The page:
Dagny Dukach is an intern for Asia Studies at the Council on Foreign Relations.
In early June 2013, Dr. Jin Wei, a senior Chinese government advisor and director of ethnic and religious studies at Beijing’s Central Party School, made headlines when she published an article in the Hong Kong journal Asia Weekly suggesting that there were serious problems with China’s coercive policies in Tibet. In the paper, she pushed for a more open, less oppressive policy towards the Dalai Lama and the Tibetan people; strikingly, she referred to the Tibetan leader as the “Dalai Lama,” as opposed to the pejorative terms “Dalai” or “Dalai Clique” used by Chinese officials and media outlets.
Following the publication of Dr. Jin’s new, more open-minded approach, several signs of a loosening Tibet policy began to emerge. In late June, reports indicated that in some Tibetan areas, the seventeen-year ban on displaying photographs of the Dalai Lama had been lifted as a part of a new “experimental” policy. In addition, the daughter of the Tenth Panchen Lama was allowed to visit Lhasa for the first time; and just a few days after that, U.S. ambassador Gary Locke became the first American dignitary to be allowed into Tibet since 2010.
Moreover, Beijing-based blogger and poet Tsering Woeser republished and commented on a critical report by Human Rights Watch (HRW) in her own widely-read blog, implicitly criticizing and questioning official Chinese assurances that China’s rehousing projects in Tibet were “widely welcomed by local residents.” Other prominent figures in China have followed suit in recent weeks, publishing critiques of the status quo and supporting a more tolerant Tibet policy.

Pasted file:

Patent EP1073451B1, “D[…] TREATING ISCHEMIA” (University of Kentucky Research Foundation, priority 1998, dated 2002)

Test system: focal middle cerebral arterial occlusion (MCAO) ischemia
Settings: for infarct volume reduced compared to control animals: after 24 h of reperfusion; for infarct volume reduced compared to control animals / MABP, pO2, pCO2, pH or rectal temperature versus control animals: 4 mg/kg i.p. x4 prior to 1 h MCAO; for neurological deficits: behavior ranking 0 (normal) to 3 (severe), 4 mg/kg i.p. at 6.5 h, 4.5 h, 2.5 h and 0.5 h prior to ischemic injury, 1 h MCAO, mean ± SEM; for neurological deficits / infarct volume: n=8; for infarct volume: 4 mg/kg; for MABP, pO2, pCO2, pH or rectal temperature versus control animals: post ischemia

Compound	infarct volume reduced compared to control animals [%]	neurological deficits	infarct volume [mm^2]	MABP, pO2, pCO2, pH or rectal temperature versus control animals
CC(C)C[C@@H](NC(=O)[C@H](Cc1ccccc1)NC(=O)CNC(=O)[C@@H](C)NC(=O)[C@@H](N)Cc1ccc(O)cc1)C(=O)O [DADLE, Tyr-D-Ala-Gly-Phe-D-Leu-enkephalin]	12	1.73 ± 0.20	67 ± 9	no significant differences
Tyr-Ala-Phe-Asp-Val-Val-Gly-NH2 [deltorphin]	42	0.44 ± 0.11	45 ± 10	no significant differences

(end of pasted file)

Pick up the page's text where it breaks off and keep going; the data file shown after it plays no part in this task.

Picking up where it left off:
Amidst such signs of openness, however, a challenging, often volatile, political environment prevails in Tibet. Not one month ago, on the Dalai Lama’s seventy-eighth birthday, Tibetan celebrations turned bloody when Chinese police opened fire on a gathering of several hundred Tibetans, severely injuring at least fifteen. The Chinese government has denied the incident entirely. A similar incident just two weeks ago saw seventeen Tibetans seriously injured in a border dispute that turned violent when a gang of a hundred armed men, hired by residents of a Chinese village and described by one source as “Chinese goons,” attacked the border village of Dola (Qilian, in Chinese). These recent incidents follow last month’s report by HRW which condemned the “socialist-style” rehousing of over two million Tibetans since 2006 in what Sophie Richardson, the China director at HRW, has dubbed the largest and most intrusive social restructuring scheme attempted in the post-Mao era.
While Dr. Jin and others may be sowing the seeds of debate within Beijing, tangible change remains elusive. China’s State Administration for Religious Affairs has fervently denied any changes in official policy or rhetoric, insisting that “our policy toward the Dalai clique is clear and consistent, and has not changed.” Analysts have observed a growing debate within Beijing on China’s North Korea policy for at least two years, and yet it is still unclear if any real policy changes will be made by China. Tibet, an emotionally charged issue on which Beijing has rarely demonstrated flexibility, will in all likelihood take at least as long, and be at least as difficult, to resolve.